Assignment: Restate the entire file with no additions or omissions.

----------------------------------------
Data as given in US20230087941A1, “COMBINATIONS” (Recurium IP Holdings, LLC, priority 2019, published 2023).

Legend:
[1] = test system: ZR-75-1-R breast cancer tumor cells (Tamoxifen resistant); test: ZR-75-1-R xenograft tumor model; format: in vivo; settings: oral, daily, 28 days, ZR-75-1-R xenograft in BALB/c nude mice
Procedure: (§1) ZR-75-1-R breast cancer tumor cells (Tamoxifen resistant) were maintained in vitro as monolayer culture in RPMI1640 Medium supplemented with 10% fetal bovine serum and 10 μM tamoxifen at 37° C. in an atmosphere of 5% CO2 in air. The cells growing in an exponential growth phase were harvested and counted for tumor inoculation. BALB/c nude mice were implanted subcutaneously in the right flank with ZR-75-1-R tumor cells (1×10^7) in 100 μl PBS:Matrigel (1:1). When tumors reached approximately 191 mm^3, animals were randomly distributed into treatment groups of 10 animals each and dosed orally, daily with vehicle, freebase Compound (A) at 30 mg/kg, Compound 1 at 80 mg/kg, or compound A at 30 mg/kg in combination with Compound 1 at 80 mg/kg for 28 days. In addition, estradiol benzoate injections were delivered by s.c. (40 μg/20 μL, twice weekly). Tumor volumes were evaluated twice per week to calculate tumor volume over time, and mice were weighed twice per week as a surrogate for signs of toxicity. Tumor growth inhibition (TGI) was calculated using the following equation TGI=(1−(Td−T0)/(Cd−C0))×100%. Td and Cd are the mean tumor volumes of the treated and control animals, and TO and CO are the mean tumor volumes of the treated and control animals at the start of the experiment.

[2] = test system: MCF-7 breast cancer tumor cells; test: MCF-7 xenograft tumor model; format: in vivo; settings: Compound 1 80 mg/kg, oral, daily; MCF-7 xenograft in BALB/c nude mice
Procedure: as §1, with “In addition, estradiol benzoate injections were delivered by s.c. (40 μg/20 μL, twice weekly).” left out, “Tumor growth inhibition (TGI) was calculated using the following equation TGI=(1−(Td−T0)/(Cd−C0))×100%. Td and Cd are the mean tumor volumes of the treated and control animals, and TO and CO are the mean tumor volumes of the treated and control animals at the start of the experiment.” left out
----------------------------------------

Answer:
Data as given in US20230087941A1, “COMBINATIONS” (Recurium IP Holdings, LLC, priority 2019, published 2023).

Legend:
[1] = test system: ZR-75-1-R breast cancer tumor cells (Tamoxifen resistant); test: ZR-75-1-R xenograft tumor model; format: in vivo; settings: oral, daily, 28 days, ZR-75-1-R xenograft in BALB/c nude mice
Procedure: (§1) ZR-75-1-R breast cancer tumor cells (Tamoxifen resistant) were maintained in vitro as monolayer culture in RPMI1640 Medium supplemented with 10% fetal bovine serum and 10 μM tamoxifen at 37° C. in an atmosphere of 5% CO2 in air. The cells growing in an exponential growth phase were harvested and counted for tumor inoculation. BALB/c nude mice were implanted subcutaneously in the right flank with ZR-75-1-R tumor cells (1×10^7) in 100 μl PBS:Matrigel (1:1). When tumors reached approximately 191 mm^3, animals were randomly distributed into treatment groups of 10 animals each and dosed orally, daily with vehicle, freebase Compound (A) at 30 mg/kg, Compound 1 at 80 mg/kg, or compound A at 30 mg/kg in combination with Compound 1 at 80 mg/kg for 28 days. In addition, estradiol benzoate injections were delivered by s.c. (40 μg/20 μL, twice weekly). Tumor volumes were evaluated twice per week to calculate tumor volume over time, and mice were weighed twice per week as a surrogate for signs of toxicity. Tumor growth inhibition (TGI) was calculated using the following equation TGI=(1−(Td−T0)/(Cd−C0))×100%. Td and Cd are the mean tumor volumes of the treated and control animals, and TO and CO are the mean tumor volumes of the treated and control animals at the start of the experiment.

[2] = test system: MCF-7 breast cancer tumor cells; test: MCF-7 xenograft tumor model; format: in vivo; settings: Compound 1 80 mg/kg, oral, daily; MCF-7 xenograft in BALB/c nude mice
Procedure: as §1, with “In addition, estradiol benzoate injections were delivered by s.c. (40 μg/20 μL, twice weekly).” left out, “Tumor growth inhibition (TGI) was calculated using the following equation TGI=(1−(Td−T0)/(Cd−C0))×100%. Td and Cd are the mean tumor volumes of the treated and control animals, and TO and CO are the mean tumor volumes of the treated and control animals at the start of the experiment.” left out